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The Boomerang Effect


Don't be fooled! Loving like this can feel annoying and like hard work, but the payoff is HUGE!

Loving in a way that supports, energizes, and grows a long-term relationship means loving your partner the way he or she needs to be loved. Many well-intended people unconsciously get caught instead in the destructive loop of offering their partner the kind of support, care, attention, and love they themselves thrive on, only to be left feeling unseen, unsuccessful, misunderstood, and lonely, which often leads to defensiveness and fighting.

Aligned with the the goal of—knowing who your partner is and how he or she operates—comes this question: Are you using that information to help your partner do a good job for you?

Successful couples arm themselves with detailed owner’s manuals that explain how each partner maneuvers through and makes sense of his or her world. Partners then put that unique and distinctive information to use on a regular basis by tailoring their love specifically to their partner. This in turn fuels and boosts the partner’s self-esteem.

During a recent couple session, a high-energy and very social wife declared she was “tired of cheerleading” her “lazy” husband, who would not respond to all the “pumping him up” she found herself “continually” doing with respect to his job. The husband, a quiet and productive man, slumped in his chair, his eyes downcast. Although not in the exact job of his dreams, he works full time in an industry he loves, and is able to support his wife and eight-year-old daughter. When the wife said she wished he networked in the same fashion she did in order to move up to the next level of “personal achievement,” he explained that he felt criticized. He admitted to avoiding his wife’s “constant barrage of rah-rah” by “checking out,” which left his wife feeling dismissed, hopeless, and ineffective at motivating the man she loves.

The husband, on the other hand, complained his wife ignored or trivialized his efforts to have his family enjoy one another and the home they have created, and show “grace” for what they already have. “We live really well, but I feel like it’s not enough for her. She usually wants us to go out instead of staying in for family movie night, going on a hike with just the three of us, or using our custom outdoor kitchen,” he said.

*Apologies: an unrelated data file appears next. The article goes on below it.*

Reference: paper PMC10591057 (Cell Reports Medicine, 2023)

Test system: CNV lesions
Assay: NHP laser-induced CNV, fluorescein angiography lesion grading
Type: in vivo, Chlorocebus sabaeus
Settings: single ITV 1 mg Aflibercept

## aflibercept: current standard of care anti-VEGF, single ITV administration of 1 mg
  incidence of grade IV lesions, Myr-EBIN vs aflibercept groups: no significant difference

“I love our life, but I’m freaked out you don’t care about trying new things and meeting new people. You seem like you’re asleep at the wheel when you check out like that,” she said.

In an attempt to get him motivated, the wife was unintentionally devaluing him, and missed showing appreciation for the resources and contributions he brought to their family. Conversely, his attempts to get his wife to slow down and appreciate their life left her feeling disconnected, bored, and frantic.

Addressing the couple I asked, “So, who between you actually responds to cheerleading and being pumped up?”

After a long silence, the husband looked up and said, “My wife does.”

“And who between you thrives on simple words of appreciation?”

“He does,” she said.

“And you’re both offering those things to the other one, right?” I said, with a knowing smile.

They both chuckled. The husband had no use for cheerleading, and his wife had no use for simple, day-to-day appreciations…or so they thought. In fact, he would have use for the rah-rah if he could give it to his wife. If he did, it would boomerang back to him in the form of a happy, calm partner who feels safe, secure, and able to be more present in the relationship. And vice versa for the wife, if she could give simple words of appreciation to her husband. What you send out to your partner will come right back to you.

When partners don’t understand one another, they amplify what seems negative. Sometimes the behavior or request you find most annoying from your partner is the very thing he or she needs most, but that you resist giving. With the boomerang effect, you can give out what your partner thrives on, and then watch the reward come back to you. This way, you both thrive.

Ultimately, your partner is only as good as you believe him or her to be. So use the information you have gained to help your partner do a good job for you, and trust your partner will do the same, so you can both walk through the world feeling, safe, secure, sexy, and loved.

Contact Eva Van Prooyen, MFT to learn more about couples therapy and creating a secure functioning relationship with the love of your life.

This article was originally published at The PACT Institute. Reprinted with permission from the author.


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